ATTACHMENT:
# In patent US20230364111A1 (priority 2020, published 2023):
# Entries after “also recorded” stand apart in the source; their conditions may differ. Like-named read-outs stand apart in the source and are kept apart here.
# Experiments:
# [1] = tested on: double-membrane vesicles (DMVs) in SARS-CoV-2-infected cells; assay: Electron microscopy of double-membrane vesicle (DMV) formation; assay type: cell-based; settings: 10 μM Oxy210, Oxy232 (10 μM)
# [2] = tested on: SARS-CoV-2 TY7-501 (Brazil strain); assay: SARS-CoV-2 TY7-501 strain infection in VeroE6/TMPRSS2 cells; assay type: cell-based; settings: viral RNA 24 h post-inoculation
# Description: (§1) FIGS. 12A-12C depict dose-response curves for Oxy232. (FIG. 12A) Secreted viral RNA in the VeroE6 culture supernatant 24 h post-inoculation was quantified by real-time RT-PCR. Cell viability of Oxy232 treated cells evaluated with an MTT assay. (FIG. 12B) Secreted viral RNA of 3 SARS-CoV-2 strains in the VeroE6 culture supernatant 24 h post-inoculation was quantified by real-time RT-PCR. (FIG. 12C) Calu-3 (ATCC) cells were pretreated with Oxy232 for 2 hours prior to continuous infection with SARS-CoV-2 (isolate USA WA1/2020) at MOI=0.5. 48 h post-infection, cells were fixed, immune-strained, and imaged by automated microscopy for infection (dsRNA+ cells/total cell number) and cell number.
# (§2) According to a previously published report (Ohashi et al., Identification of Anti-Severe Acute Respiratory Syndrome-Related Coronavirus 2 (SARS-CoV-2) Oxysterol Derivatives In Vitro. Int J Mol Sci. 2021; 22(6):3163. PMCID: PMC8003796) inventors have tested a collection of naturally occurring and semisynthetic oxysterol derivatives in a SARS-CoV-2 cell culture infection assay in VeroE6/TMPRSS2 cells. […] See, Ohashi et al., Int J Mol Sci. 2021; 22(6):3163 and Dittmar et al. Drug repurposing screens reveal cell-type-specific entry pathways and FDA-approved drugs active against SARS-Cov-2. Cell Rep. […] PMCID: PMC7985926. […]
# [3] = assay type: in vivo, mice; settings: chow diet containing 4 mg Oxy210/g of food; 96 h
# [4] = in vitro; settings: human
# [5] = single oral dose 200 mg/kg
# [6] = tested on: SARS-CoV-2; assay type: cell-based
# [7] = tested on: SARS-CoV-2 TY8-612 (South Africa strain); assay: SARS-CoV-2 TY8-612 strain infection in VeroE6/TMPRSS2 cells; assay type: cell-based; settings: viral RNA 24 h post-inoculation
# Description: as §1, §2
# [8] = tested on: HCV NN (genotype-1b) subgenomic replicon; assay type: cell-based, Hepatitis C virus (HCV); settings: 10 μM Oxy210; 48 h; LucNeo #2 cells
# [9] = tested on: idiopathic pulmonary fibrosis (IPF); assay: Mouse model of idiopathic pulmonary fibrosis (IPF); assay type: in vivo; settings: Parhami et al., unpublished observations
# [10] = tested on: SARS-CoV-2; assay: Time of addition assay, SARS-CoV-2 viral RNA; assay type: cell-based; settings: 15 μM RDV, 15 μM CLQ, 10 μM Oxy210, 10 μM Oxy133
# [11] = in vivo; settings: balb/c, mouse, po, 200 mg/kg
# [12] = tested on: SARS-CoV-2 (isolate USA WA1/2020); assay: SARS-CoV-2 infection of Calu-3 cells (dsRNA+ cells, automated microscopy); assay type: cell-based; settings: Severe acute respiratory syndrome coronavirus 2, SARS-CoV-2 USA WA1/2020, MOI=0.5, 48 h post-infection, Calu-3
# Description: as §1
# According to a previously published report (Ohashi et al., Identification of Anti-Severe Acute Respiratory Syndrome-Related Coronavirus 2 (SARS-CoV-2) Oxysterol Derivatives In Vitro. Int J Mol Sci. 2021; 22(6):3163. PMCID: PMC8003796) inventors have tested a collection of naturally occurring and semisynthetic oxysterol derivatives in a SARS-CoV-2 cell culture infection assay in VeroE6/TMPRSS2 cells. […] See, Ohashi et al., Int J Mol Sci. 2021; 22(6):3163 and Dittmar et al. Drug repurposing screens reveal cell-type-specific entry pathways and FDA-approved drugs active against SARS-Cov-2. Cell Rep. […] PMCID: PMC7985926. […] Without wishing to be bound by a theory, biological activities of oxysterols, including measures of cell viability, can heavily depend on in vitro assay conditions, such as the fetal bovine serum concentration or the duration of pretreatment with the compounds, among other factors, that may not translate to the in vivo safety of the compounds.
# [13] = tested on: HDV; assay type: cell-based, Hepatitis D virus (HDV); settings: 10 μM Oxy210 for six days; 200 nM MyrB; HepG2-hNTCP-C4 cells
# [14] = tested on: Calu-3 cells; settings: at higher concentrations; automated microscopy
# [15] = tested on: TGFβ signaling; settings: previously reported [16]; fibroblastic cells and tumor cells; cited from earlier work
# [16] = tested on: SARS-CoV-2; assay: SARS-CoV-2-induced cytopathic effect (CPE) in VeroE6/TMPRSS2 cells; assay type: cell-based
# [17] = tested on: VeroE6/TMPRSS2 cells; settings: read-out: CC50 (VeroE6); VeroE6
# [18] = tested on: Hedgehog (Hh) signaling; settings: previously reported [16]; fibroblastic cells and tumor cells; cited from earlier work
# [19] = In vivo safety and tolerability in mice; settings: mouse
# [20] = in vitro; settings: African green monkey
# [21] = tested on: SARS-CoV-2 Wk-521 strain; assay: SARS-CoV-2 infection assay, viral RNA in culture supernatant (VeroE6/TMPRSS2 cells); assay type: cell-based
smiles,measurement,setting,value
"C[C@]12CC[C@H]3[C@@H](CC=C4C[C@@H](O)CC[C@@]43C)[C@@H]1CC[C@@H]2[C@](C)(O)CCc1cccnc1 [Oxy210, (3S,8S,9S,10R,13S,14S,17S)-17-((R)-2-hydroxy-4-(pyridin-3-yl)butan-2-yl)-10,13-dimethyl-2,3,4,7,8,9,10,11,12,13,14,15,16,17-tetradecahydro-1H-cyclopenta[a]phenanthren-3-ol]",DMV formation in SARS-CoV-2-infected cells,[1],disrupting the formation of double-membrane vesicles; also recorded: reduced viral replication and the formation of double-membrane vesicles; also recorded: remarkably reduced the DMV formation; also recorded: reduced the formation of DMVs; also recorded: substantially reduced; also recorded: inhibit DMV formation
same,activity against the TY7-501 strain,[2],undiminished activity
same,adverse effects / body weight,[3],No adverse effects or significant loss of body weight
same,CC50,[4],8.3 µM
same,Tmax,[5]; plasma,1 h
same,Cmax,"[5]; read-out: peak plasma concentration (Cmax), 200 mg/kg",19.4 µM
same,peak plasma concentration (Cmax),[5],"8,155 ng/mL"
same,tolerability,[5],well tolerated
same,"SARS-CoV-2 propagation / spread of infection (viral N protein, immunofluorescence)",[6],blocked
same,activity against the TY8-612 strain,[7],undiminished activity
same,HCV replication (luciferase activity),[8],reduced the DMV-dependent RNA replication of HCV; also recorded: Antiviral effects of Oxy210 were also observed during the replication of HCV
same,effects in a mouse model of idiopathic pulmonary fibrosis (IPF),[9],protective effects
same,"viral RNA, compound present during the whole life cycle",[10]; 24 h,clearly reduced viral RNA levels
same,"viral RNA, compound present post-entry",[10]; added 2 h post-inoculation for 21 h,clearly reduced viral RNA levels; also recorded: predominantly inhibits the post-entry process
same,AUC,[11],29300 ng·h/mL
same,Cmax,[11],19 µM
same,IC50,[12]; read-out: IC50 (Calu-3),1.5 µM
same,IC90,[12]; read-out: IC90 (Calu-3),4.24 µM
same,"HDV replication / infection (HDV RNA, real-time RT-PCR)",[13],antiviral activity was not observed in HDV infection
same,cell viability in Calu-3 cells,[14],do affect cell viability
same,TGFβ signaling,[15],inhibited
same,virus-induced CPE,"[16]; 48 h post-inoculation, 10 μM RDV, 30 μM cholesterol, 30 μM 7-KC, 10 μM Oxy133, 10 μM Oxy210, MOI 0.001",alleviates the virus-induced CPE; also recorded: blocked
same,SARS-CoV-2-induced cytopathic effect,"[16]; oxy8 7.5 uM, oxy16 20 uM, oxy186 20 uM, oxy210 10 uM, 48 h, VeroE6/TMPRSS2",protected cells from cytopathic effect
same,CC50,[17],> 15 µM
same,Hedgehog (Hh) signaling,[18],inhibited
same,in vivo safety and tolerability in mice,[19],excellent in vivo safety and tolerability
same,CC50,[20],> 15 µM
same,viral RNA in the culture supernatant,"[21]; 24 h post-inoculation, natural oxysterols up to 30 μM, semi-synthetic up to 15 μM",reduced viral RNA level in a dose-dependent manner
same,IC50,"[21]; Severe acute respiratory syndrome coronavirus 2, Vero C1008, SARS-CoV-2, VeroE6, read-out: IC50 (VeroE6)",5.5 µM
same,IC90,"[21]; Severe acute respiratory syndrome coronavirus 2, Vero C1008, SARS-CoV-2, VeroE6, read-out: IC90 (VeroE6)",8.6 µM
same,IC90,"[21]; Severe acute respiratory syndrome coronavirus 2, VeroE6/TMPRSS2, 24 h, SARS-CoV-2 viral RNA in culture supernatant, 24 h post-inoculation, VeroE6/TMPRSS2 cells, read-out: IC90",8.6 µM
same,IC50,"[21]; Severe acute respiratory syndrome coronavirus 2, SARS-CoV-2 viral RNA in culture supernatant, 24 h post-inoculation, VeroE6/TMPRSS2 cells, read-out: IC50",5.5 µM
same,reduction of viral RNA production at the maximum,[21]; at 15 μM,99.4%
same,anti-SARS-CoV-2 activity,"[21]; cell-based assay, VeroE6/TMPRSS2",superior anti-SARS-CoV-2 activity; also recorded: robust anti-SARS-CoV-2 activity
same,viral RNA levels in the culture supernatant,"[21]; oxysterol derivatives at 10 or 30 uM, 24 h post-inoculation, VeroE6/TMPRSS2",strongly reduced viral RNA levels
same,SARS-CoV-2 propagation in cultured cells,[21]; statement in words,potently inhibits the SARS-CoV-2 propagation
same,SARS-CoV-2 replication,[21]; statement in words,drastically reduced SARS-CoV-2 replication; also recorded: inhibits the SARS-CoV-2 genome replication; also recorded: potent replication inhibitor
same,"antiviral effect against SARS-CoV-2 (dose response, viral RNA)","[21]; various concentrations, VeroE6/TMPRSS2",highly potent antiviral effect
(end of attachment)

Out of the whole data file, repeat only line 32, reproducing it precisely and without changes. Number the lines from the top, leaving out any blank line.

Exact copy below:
same,activity against the TY7-501 strain,[2],undiminished activity